EV Makers Think They’ve Figured Out What Women Want

In countries like Norway, EVs are expensive, and that means families often have the budget for just one car, says Sovacool, whose research shows that men use cars more than women and are less likely to use public transport.

In countries like the US, women may be more likely to have range anxiety, suggests Philipp Kampshoff, who heads up McKinsey’s Center for Future Mobility in the Americas. “This anxiety around, ‘Am I going to be somewhere, lost, with no charger close by?’ could be scarier,” he says.

Joan Hollins just bought her first electric vehicle this month, a Hyundai Kona EV in a glittery green-gray. She loves it—and loves that her grandkids love it, especially the 10-year-old who is “really into alternative energy.” But as she began researching electric vehicles on the internet, she quickly noticed a kind of toxicity in online communities, which tend to be dominated by men—negative comments, arguments, people who seemed to be anti-EV. “The Facebook forums are atrocious,” she says. Perhaps these mostly male spaces, she wonders, are scaring some prospective buyers away.

But in China, carmakers are marketing to women by giving them more opportunities to customize their vehicles—in ways that might not appeal to consumers in the US or Europe. In May 2022, Great Wall Motors released Ora, a pastel-colored EV in the shape of a VW Beetle, which includes an LED makeup mirror, a “Lady Driving Mode” with a voice-activated parking system, and a “Warm mode,” designed to soothe drivers suffering from period pain. Another Chinese brand, Wuling, markets its mini EV to women, offering the model in a series of “macaroon” colors and letting buyers add customized wheels or decorate the outside of the car with cartoon decals.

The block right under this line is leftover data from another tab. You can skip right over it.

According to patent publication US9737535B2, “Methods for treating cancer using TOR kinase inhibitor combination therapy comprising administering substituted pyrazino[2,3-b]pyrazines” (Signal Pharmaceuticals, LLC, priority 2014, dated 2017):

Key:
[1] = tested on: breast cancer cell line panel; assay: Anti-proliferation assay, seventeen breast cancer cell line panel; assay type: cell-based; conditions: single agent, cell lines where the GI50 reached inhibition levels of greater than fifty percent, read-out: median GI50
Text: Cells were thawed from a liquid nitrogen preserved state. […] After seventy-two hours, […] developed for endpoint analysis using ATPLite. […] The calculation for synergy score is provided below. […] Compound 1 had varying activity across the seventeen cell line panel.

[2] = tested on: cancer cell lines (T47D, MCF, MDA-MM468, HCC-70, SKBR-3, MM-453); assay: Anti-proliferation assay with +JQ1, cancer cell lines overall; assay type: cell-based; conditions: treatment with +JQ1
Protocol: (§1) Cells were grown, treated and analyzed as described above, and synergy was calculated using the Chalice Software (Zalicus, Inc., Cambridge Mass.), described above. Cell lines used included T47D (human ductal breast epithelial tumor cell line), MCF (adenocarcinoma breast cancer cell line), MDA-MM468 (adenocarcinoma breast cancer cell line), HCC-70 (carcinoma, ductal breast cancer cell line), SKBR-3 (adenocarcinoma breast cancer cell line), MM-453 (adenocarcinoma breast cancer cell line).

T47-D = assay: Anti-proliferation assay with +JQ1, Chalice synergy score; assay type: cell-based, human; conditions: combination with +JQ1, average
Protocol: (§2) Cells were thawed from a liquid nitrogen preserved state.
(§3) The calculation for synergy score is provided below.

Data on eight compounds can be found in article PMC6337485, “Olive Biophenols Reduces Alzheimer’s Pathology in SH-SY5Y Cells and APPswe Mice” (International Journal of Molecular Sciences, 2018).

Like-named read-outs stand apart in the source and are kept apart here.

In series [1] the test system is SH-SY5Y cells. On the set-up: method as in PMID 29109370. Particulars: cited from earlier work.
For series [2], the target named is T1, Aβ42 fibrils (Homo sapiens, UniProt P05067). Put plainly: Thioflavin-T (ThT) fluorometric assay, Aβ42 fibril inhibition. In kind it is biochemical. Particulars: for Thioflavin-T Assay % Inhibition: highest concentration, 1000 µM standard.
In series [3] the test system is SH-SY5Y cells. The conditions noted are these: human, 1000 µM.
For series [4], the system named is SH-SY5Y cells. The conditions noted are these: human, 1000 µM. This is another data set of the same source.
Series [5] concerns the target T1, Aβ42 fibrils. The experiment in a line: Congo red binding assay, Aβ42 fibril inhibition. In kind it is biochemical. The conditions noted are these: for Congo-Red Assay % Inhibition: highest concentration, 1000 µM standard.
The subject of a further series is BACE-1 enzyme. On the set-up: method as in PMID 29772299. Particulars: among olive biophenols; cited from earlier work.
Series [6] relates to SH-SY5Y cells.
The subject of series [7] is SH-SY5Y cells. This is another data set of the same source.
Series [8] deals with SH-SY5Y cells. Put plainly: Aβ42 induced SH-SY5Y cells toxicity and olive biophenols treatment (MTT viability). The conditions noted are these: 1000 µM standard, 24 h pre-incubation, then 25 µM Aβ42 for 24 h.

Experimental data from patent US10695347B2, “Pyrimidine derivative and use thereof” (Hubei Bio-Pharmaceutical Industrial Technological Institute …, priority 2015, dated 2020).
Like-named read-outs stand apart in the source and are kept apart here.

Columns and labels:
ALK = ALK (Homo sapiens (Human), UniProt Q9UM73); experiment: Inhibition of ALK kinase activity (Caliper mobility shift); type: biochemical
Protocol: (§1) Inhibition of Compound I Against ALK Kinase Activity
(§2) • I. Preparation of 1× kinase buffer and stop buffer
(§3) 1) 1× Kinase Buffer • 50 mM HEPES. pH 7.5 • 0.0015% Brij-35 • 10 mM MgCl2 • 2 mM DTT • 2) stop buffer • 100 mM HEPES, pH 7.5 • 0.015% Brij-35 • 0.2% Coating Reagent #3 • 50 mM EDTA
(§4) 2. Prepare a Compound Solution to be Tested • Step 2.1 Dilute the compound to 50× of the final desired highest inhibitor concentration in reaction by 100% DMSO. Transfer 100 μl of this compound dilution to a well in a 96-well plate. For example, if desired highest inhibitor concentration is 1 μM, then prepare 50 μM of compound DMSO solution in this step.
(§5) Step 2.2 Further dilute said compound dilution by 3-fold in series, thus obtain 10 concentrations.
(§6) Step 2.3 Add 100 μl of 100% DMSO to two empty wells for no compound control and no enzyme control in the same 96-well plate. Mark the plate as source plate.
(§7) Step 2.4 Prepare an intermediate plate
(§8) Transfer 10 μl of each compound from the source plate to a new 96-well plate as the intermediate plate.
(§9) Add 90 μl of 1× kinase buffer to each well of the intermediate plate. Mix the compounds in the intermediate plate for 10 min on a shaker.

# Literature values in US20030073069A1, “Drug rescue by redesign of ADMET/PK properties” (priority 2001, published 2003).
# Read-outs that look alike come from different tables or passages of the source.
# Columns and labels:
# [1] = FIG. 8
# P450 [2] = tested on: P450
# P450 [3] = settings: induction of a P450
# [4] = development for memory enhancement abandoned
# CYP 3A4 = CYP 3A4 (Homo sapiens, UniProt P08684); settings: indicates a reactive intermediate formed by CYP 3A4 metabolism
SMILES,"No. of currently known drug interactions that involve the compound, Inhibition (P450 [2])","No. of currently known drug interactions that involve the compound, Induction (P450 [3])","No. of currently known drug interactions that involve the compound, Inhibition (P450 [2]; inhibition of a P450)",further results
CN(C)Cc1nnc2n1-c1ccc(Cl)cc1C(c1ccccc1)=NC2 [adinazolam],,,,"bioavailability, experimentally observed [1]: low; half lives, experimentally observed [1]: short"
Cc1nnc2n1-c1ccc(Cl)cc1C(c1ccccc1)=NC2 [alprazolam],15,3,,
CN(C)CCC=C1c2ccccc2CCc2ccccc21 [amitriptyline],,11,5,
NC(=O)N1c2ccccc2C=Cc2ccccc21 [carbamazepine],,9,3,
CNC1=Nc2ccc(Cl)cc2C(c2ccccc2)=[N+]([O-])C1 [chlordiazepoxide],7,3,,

“The male population likes to talk about the hardware. The

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What we did on our summer vacations: Revisiting Idlewild

As we reach the peak of the summer heat, theGrio celebrates the legacy of Black summer retreats, beginning with Idlewild, Michigan.

On Wednesday, July 20, ownership of a strip of Los Angeles’ Manhattan Beach—formerly known as “Bruce’s Beach”—was restored to the family of its original owners, Charles and Willa Bruce. In the early 20th century, the Bruces had purchased two plots on the prime oceanfront, developing them into a haven for Black beachgoers and consequently enduring years of racial harassment before being driven off their property by the local government’s claim of eminent domain in 1924.

It would take nearly 100 years until the Bruces’ descendants would emerge victorious, as Los Angeles County finally recognized their rightful and long-held claim to the land. But the battle for Bruce’s Beach inspired theGrio to revisit other historic enclaves for Black vacationers, some still enduring and others nearly forgotten. As we wind our way through the sweltering dog days of summer 2022, we’re taking a look at several locales where our ancestors once spent their leisure time, beginning with the once-idyllic Michigan lakefront community known as Idlewild.

Idlewild theGrio.com

Portrait of a group of unidentified friends and/or family members of future newspaper publisher John H. Sengstacke as they pose on the beach outside the Idlewild Club House, Idlewild, Michigan, September 1938. Idlewild, known as ‘the Black Eden,’ was a resort community that catered to African Americans, who were excluded from other resorts prior to the passage of the Civil Rights Act of 1964. (Photo by The Abbott Sengstacke Family Papers/Robert Abbott Sengstacke/Getty Images)

“It’s always hard to leave Idlewild on a summer Sunday afternoon,” mused the narrator of Alice Randall’s 2020 historical novel Black Bottom Saints. While beloved rap icons Outkast based Idlewild in their native Georgia for their 2006 film of

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